And one day Joanna and I are FaceTiming when she says, “Maybe I should just go back and do my Ph.D. so I could do a big survey and see how these teachings have affected women.” And I reply, “We don’t need to do a Ph.D. for that. We could just do it!”
And we did. Because I had Joanna, who actually knew what she was doing with statistics, and Rebecca, who knew what she was doing with survey development, and me, who could write (although Rebecca wrote all the funny bits of the book).
None of us could have done this project alone.
Now, it turns out that Josiah’s job was a wonderful learning opportunity and gave him some experience, but it wasn’t forever. And so he moved on to a job in the Canadian arctic.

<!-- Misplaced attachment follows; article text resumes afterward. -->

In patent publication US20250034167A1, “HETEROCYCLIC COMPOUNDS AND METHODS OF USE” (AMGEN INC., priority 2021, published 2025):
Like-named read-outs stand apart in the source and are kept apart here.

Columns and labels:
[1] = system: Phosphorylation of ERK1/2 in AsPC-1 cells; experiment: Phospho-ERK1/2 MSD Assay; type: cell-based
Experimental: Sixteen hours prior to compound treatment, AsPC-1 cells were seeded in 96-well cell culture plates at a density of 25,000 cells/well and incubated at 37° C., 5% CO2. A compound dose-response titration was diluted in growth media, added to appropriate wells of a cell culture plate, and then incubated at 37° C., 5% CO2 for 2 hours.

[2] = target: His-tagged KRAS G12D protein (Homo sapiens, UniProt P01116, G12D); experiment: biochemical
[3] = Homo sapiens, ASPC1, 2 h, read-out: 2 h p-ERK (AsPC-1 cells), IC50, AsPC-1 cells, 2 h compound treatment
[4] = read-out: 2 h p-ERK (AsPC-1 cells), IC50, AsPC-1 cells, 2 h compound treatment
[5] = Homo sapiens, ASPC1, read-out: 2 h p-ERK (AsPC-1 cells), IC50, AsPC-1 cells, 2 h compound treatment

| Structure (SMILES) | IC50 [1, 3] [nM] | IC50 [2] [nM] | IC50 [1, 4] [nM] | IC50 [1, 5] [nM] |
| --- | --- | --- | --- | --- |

We all thought they were moving to Belleville because of Josiah’s job. But it turns out they were moving to Belleville for Joanna, who, at the time, was a stay-at-home mom with a baby. We would never have reconnected with Joanna otherwise.
One of my sharpest memories of internationals in 2009 was Josiah in the finals, answering a question clearly and solidly. I never remembered his name, but I remembered him. And who would have thought that we would know them so well now?
We could never, ever have prayed for any of this. I think we were praying totally different things for the direction of the blog or for Rebecca’s work or anything. But God was weaving all these strange pieces of our lives together so that at just the right time, we would all be together.
I can look back at so many different times in my life when I was praying for something specific, but I didn’t know the big picture. I thought God wasn’t answering my prayers, but really He was doing something even stranger and cooler.